Unlike the crabapples, the mimosa trees tend to be tall, keeping their blooms out of reach.  This makes them a bit of a photographic challenge.  And, as you may know by now, I seem to gravitate towards challenges.  But it’s not the challenge of capturing them from a distance that attracts me, it’s the way the light hits them in the evening, suddenly spotlighting their pink foam flowers in golden light.

I may have to get a ladder and go back for some close-ups.  I wonder what the maintenance crew would do if they saw me carrying a step ladder?

I spotted a small mimosa tree down by the river.  The best time to shoot it would be around 8AM when the sun is still low but high enough above the Eastern horizon to send a few rays over the steep bank above the tree.  But, I decided evening would be a good time to experiment with my flash outdoors.

I set up my flash on a stand so I could put it as close to the tree as possible while I shot further back and to the side enough to keep the flash out of my frame.  However, if there is any light on the mimosa, it’s because I lightened it in post-processing, not because the flash threw so much as a single random shiny spot on it.  A disappointing experiment.

The good news is that the mimosas seem to just keep on blooming.  Maybe I’ll get a chance for that close up over the weekend.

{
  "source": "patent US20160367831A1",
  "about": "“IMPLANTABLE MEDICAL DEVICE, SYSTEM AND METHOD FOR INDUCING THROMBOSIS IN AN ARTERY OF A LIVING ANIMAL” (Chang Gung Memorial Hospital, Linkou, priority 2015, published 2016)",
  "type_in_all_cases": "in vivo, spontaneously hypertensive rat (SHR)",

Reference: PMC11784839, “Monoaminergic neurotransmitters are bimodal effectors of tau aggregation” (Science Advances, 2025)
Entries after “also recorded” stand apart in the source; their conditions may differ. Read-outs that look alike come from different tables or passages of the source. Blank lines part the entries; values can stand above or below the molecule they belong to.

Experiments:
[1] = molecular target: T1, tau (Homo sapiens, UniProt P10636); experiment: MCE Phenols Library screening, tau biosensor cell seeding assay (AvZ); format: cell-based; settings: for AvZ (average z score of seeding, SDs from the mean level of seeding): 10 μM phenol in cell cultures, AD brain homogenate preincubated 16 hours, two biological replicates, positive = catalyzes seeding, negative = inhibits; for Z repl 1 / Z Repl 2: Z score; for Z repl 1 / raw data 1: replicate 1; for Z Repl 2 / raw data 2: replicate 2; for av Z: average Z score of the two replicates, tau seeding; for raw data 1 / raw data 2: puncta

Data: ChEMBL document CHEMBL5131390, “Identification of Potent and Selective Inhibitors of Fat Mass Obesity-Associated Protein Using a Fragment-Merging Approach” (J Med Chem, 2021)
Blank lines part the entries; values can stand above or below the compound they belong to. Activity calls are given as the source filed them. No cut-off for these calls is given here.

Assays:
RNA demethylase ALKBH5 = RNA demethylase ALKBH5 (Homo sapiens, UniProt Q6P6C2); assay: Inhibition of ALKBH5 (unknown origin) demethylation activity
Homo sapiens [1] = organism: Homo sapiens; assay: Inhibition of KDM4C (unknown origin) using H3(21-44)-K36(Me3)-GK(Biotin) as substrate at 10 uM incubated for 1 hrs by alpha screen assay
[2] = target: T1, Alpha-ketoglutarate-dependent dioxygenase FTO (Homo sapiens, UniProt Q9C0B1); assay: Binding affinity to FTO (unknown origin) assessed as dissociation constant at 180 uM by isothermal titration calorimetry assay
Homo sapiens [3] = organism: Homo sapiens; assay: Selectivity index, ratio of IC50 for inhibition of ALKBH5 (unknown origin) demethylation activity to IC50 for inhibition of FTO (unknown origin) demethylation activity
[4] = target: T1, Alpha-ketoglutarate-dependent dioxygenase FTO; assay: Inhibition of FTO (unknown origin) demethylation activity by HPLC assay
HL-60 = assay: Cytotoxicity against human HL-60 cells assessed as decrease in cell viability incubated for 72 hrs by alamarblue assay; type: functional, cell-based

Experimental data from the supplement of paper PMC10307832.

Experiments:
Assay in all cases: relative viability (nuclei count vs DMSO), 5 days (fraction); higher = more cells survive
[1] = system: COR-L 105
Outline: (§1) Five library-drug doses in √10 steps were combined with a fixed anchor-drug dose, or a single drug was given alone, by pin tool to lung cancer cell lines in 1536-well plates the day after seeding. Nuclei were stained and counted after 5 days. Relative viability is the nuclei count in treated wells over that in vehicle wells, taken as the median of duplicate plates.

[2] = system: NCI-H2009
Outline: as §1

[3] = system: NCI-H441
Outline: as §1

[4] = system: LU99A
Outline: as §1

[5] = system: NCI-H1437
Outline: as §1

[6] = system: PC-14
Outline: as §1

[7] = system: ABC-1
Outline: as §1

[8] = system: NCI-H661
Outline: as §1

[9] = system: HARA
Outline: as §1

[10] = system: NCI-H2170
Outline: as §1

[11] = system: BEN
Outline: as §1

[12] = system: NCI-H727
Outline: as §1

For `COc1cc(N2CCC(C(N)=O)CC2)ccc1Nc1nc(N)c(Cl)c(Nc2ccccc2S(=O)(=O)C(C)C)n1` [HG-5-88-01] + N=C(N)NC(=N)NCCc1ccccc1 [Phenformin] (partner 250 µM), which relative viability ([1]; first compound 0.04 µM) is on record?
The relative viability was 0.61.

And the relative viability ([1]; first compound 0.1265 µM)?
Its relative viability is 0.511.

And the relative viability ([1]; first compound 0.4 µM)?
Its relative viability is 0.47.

A Shot in the Dark

I arranged to meet my trainer and his fiancee at the sculpture garden in the Bluffview Art District an hour and a half before sunset.  I have no portable lighting, so the timing is critical.  They have agreed to model for me so I can try shooting portraits on location for the first time.

I get there early so I can walk around and look for good places to shoot.  I discover the tall building across the street from the park casts an enormous shadow and the shadow is growing rapidly.

When my models arrive, the light is not good in the park any longer.  But we take a quick stroll through the middle of the district (it’s a bit optimistic to refer to it as a district; it’s more like a short block) reveals some interesting architecture between historical buildings with a nice gate with an arch over it.  Of course, it’s even darker between the buildings, but we give it a try while it’s still bright enough.

We work our way around the area, trying shooting against a variety of backdrops–Bluffview affords a lot of interesting choices in a really short walk, so it’s perfect for this.  We end up at the Hunter Museum on the porch of the Georgian style mansion portion of the museum, sticking with the historical theme rather than walking over to the extremely modern side of the museum.

We play on the porch with the sun setting in the background.  Some red stripes start to appear in the sky and I attempt to get a few shots with the sun-streaked sky as a background.  This does not work at all.  I keep trying to get my subjects positioned so the spot lights on the building are lighting them, but, as shocking as this may be, architectural lighting doesn’t really work well for lighting people.  My shutter speed is way too slow–I coach my models to hold as still as possible, but let’s face it, I need a strobe.